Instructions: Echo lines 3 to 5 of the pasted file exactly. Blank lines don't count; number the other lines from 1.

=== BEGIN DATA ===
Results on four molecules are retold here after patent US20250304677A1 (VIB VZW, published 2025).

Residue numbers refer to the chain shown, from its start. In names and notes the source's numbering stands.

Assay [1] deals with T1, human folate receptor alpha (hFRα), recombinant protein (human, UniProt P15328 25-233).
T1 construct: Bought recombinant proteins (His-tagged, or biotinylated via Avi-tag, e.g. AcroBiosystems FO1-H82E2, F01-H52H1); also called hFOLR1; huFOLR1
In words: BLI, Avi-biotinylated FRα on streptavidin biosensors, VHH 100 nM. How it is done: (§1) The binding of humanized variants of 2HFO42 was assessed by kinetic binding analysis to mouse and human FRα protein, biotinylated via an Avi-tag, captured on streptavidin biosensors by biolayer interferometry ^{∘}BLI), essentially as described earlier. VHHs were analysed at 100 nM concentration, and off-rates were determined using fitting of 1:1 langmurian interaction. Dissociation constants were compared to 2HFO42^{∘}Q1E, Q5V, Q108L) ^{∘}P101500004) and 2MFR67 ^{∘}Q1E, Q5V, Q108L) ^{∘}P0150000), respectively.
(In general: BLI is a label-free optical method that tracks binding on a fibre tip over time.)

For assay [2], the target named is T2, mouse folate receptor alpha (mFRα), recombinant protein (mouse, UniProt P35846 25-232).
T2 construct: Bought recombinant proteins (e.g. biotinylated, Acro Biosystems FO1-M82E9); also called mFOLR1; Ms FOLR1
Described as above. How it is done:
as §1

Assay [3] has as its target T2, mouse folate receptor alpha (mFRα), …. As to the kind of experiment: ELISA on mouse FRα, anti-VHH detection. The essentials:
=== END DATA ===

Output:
Assay [1] deals with T1, human folate receptor alpha (hFRα), recombinant protein (human, UniProt P15328 25-233).
T1 construct: Bought recombinant proteins (His-tagged, or biotinylated via Avi-tag, e.g. AcroBiosystems FO1-H82E2, F01-H52H1); also called hFOLR1; huFOLR1
In words: BLI, Avi-biotinylated FRα on streptavidin biosensors, VHH 100 nM. How it is done: (§1) The binding of humanized variants of 2HFO42 was assessed by kinetic binding analysis to mouse and human FRα protein, biotinylated via an Avi-tag, captured on streptavidin biosensors by biolayer interferometry ^{∘}BLI), essentially as described earlier. VHHs were analysed at 100 nM concentration, and off-rates were determined using fitting of 1:1 langmurian interaction. Dissociation constants were compared to 2HFO42^{∘}Q1E, Q5V, Q108L) ^{∘}P101500004) and 2MFR67 ^{∘}Q1E, Q5V, Q108L) ^{∘}P0150000), respectively.